This guide shows you how to use ReadyBoost to speed up a sluggish Windows Vista computer.
ReadyBoost is a new feature that was introduced with Windows Vista. ReadyBoost takes advantage of the fast seek time of USB 2.0 flash drives, SD cards, and CompactFlash cards and puts that speed to use by caching data for quick retrieval.
Here’s an example of how ReadyBoost works:
Let’s say you use Windows Mail every morning during the work week at 8am to check your email. ReadyBoost will learn your patterns and load anticipated software or data in its cache. When you access anticipated data or software ReadyBoost loads it from the ReadyBoost enabled drive instead of the slower hard drive. Since the ReadyBoost enabled drive is much faster than today’s hard drives software and data accessed using ReadyBoost loads much faster.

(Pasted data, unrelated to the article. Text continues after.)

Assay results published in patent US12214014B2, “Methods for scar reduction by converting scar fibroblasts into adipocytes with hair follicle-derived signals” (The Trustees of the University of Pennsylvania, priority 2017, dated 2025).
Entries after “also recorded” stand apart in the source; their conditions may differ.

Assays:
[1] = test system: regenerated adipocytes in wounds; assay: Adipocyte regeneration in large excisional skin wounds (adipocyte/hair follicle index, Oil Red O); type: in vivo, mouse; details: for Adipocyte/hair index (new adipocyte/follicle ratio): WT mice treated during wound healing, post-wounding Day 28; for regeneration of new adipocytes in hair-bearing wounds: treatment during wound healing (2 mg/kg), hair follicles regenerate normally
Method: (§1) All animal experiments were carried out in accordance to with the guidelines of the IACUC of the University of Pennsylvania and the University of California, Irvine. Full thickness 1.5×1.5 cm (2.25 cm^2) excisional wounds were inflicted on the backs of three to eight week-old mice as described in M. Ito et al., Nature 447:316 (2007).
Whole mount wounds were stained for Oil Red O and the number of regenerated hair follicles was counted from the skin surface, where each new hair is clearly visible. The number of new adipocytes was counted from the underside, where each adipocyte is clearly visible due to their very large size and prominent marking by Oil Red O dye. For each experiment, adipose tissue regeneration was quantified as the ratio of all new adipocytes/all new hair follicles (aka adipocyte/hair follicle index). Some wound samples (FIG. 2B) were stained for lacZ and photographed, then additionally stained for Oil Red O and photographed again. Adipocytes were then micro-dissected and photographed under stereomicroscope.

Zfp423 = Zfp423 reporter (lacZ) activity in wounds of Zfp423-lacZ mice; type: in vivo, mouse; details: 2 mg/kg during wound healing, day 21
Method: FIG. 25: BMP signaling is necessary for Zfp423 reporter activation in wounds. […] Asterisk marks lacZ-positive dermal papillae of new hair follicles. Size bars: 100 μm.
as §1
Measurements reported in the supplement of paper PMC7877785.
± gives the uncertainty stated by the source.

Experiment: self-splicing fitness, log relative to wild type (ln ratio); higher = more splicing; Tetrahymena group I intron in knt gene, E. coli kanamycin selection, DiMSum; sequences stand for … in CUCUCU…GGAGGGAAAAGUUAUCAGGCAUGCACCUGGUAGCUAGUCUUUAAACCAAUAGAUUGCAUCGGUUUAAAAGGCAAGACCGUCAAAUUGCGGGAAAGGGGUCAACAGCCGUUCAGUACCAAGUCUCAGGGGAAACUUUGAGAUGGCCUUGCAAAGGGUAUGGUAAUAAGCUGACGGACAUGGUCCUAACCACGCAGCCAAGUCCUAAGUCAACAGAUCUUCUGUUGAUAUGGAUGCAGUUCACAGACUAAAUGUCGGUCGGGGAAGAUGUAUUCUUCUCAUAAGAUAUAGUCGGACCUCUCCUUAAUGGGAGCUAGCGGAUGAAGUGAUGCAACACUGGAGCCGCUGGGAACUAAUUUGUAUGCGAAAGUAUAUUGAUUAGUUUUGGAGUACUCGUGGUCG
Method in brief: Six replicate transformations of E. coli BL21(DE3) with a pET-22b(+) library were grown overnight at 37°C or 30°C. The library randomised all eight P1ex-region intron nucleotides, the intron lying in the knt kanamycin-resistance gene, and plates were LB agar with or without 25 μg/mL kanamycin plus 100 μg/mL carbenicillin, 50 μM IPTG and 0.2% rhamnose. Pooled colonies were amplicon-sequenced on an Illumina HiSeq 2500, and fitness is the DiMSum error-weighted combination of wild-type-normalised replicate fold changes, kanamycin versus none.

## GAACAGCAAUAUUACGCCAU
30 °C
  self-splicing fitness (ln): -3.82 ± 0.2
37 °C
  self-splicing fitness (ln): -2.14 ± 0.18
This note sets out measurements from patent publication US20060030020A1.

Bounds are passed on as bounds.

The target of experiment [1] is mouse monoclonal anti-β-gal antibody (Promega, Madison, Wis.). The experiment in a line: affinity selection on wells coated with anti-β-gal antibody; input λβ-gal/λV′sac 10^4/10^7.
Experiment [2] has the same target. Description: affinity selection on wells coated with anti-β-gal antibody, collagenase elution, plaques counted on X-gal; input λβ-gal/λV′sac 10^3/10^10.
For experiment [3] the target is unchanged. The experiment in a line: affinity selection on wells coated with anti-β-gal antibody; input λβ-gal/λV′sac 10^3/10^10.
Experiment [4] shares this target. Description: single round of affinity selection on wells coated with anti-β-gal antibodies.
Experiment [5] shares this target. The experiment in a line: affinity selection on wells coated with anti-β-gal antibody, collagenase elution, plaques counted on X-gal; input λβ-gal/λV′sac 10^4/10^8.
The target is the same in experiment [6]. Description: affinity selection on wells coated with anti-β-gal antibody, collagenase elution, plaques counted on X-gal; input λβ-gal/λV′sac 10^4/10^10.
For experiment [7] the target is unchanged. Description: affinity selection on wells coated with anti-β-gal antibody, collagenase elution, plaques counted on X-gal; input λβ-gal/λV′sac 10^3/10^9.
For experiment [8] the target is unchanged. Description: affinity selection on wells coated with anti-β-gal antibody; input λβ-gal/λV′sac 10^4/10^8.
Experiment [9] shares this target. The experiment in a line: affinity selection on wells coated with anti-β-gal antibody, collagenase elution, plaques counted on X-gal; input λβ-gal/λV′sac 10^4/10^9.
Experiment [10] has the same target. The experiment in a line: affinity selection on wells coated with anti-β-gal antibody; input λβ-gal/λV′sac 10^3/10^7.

How-to Use ReadyBoost
- Insert a ReadyBoost compatible drive.
- After you insert a ReadyBoost compatible drive an AutoPlay window will pop up asking you what you want to do with the drive if you haven’t activated ReadyBoost on it yet.
- Select how much space you want to allocate for ReadyBoost and click OK. You need at least 256MB for ReadyBoost and once you reserve space you can’t use it as long as ReadyBoost is being used on the drive.
That’s it! Once ReadyBoost is activated for a drive there is nothing more for you to do.
Note: ReadyBoost won’t make a noticeable difference on computers with 2GB of RAM or more.
- Click Start and then click Computer on the Start Menu.
- Right-click the drive ReadyBoost is enabled on and select Properties.
- Click the ReadyBoost tab.
- Check off Do not use this devise.
- Click OK.
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